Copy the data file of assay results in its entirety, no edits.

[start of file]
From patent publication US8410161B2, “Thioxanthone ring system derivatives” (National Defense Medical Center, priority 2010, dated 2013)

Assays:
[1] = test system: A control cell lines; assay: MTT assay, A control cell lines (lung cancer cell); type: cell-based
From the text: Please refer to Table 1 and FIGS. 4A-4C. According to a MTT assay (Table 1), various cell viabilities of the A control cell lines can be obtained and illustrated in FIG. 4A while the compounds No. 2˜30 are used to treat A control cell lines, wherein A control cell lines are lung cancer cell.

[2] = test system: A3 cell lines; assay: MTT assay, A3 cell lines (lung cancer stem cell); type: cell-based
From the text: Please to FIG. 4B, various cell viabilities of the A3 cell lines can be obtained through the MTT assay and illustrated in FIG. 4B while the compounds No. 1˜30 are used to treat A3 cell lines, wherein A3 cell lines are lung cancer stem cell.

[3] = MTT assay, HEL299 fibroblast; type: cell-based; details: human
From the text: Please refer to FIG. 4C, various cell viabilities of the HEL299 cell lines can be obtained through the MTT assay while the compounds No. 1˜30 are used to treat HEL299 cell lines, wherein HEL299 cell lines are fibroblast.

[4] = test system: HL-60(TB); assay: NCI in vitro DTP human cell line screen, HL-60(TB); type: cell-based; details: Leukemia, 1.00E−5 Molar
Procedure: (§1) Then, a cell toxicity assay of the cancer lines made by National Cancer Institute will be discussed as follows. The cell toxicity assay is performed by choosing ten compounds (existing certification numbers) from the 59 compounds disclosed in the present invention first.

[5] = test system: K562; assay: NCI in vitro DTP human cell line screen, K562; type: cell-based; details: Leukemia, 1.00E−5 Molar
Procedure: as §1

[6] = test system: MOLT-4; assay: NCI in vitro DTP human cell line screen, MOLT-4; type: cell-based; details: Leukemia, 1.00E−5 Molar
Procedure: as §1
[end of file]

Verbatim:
From patent publication US8410161B2, “Thioxanthone ring system derivatives” (National Defense Medical Center, priority 2010, dated 2013)

Assays:
[1] = test system: A control cell lines; assay: MTT assay, A control cell lines (lung cancer cell); type: cell-based
From the text: Please refer to Table 1 and FIGS. 4A-4C. According to a MTT assay (Table 1), various cell viabilities of the A control cell lines can be obtained and illustrated in FIG. 4A while the compounds No. 2˜30 are used to treat A control cell lines, wherein A control cell lines are lung cancer cell.

[2] = test system: A3 cell lines; assay: MTT assay, A3 cell lines (lung cancer stem cell); type: cell-based
From the text: Please to FIG. 4B, various cell viabilities of the A3 cell lines can be obtained through the MTT assay and illustrated in FIG. 4B while the compounds No. 1˜30 are used to treat A3 cell lines, wherein A3 cell lines are lung cancer stem cell.

[3] = MTT assay, HEL299 fibroblast; type: cell-based; details: human
From the text: Please refer to FIG. 4C, various cell viabilities of the HEL299 cell lines can be obtained through the MTT assay while the compounds No. 1˜30 are used to treat HEL299 cell lines, wherein HEL299 cell lines are fibroblast.

[4] = test system: HL-60(TB); assay: NCI in vitro DTP human cell line screen, HL-60(TB); type: cell-based; details: Leukemia, 1.00E−5 Molar
Procedure: (§1) Then, a cell toxicity assay of the cancer lines made by National Cancer Institute will be discussed as follows. The cell toxicity assay is performed by choosing ten compounds (existing certification numbers) from the 59 compounds disclosed in the present invention first.

[5] = test system: K562; assay: NCI in vitro DTP human cell line screen, K562; type: cell-based; details: Leukemia, 1.00E−5 Molar
Procedure: as §1

[6] = test system: MOLT-4; assay: NCI in vitro DTP human cell line screen, MOLT-4; type: cell-based; details: Leukemia, 1.00E−5 Molar
Procedure: as §1